Don’t you just hate it when stuff breaks or wears out for no apparent reason? The LCD display on my NAD C520 compact disk player has become unreadable. The audio and CD deck are operating fine but operating the unit without a legible display is difficult.
Figure 1. NAD C 520
If you look at the LCD under the right external lighting you can see that the basic LCD display is still functioning so the backlight has died for some reason.
Figure 2. “no dISC” Display Hardly Visible
This machine is somewhat more complicated than a toaster so the the first thing to do is try and find a schematic diagram and some service information - otherwise you will spend an age tracing out the schematic for the backlight circuit by hand.
Figure 3. EL Backlight Circuit Diagram
The first thing I discovered from an Internet search was that the backlight is an electroluminescent (EL) panel and that these have a limited service life of perhaps 3,500 hours. It appears that many folk have had similar problems. I also found a copy of the service manual with a schematic, a fault diagram (which won’t help with this particular problem), board layouts and component identification.
I started servicing by removing the five case screws and lifting the case top clear (lift at the rear of the case and slide backwards).
Figures 4a and b. Case Screws
Then I checked the EL backlight power supply starting at the AC fuse and progressively working through the rectifier and regulator to the EL high voltage AC test socket. You can do these checks with a simple multimeter (just keep yourself physically well-away from the mains supply on the AC power board).
Figure 5. EL Drive Circuit and Connector
The actual EL output voltage isn’t specified in the service manual but the inverter is switching regulated 9 V DC through a 5:85 turns ratio transformer so under no load we should see about 150 V AC at the output terminal, adjustable through a variable current-limiting potentiometer. This estimate of the drive voltage seems typical of EL panels, with a frequency of around 400 Hz.
If you must tweak the potentiometer (R708) then tweak it right back to its factory set position because we have insufficient information to reset it. I figure that the factory setting is better than my guessing at the correct drive voltage for the EL backlight.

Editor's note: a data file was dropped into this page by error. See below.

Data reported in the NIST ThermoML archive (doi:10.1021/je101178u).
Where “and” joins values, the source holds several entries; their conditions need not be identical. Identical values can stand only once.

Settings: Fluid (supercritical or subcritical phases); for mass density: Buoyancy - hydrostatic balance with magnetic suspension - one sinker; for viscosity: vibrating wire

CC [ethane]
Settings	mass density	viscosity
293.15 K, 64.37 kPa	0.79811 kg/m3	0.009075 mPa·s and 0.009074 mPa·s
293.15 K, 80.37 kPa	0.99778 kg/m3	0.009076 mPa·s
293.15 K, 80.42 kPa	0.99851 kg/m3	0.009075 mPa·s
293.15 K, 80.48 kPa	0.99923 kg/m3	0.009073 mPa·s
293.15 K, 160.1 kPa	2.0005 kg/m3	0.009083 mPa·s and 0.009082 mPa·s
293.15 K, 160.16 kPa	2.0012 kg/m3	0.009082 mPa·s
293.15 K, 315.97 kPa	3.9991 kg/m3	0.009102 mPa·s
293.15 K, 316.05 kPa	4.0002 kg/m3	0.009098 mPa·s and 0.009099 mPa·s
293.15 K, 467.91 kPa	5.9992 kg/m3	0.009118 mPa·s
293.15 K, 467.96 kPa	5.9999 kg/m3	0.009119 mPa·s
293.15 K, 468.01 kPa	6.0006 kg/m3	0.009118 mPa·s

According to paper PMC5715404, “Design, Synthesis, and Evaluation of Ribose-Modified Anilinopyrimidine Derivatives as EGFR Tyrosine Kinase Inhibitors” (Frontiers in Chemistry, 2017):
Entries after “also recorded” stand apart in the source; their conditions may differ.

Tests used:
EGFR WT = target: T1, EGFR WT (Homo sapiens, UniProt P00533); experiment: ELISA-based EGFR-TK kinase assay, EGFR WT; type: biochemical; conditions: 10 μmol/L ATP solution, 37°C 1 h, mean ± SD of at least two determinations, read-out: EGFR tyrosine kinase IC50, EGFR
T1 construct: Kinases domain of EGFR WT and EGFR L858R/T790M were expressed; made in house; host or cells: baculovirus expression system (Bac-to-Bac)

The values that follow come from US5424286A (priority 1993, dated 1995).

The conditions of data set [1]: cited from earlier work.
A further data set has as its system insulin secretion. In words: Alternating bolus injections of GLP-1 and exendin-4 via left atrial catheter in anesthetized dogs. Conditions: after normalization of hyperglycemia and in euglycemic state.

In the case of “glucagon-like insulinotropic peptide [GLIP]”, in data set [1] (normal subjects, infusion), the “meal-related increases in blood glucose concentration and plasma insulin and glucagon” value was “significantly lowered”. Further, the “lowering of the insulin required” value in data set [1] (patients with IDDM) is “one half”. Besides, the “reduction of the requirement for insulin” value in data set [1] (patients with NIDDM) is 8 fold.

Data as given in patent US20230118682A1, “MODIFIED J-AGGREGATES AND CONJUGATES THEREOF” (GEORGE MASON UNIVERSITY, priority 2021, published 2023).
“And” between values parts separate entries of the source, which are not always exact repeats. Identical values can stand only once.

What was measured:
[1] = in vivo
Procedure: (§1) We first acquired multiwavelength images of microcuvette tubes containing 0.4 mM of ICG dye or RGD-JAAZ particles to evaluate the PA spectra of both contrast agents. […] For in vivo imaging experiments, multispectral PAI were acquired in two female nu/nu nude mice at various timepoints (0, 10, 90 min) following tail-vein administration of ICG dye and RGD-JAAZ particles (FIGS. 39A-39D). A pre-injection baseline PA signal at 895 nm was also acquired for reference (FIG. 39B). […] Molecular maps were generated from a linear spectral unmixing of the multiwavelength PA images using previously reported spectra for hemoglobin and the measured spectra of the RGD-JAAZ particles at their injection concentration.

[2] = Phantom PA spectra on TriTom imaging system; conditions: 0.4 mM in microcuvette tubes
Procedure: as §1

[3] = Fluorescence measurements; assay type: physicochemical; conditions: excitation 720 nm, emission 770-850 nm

Okay the EL backlight power supply was fine with a voltage of around 180 V under no-load and 100 V with the EL backlight connected. The EL backlight panel has clearly died.
My next mission was to contact the local NAD service agent and inquire about a replacement LCD board. Pulling an LCD module to bits to replace a bonded backlight involves a lot of desoldering with significant risk of damaging the display. The technician I spoke to was exceptionally helpful and advised that it was possible to replace the EL backlight without removing the LCD display from the board. The backlight termination’s should be de-soldered very carefully with minimal heat and the replacement should simply slide under the LCD display module. I ordered a replacement EL backlight at a cost of about $30 which was available for pickup in just two days!
NAD and my service agent should receive full credit for this helpful response and the availability of spares. Sure the EL backlight has died due to a limitation of the technology in the design but they told me how to fix it and they have spares readily available at a reasonable price.
Warnings. If you are uncomfortable with the prospect of damaging your CD player, soldering, or delicate manipulation then take you unit in to a bona fide NAD repair agency for service. If you decide to complete the repair yourself then keep your tools and hands clean (or wear disposable medical gloves), protect the LCD display from hard surfaces with a sheet of sponge and avoid any impacting the LCD with your tools. If you chip, crack or impact the LCD you will probably need to get a replacement LCD board.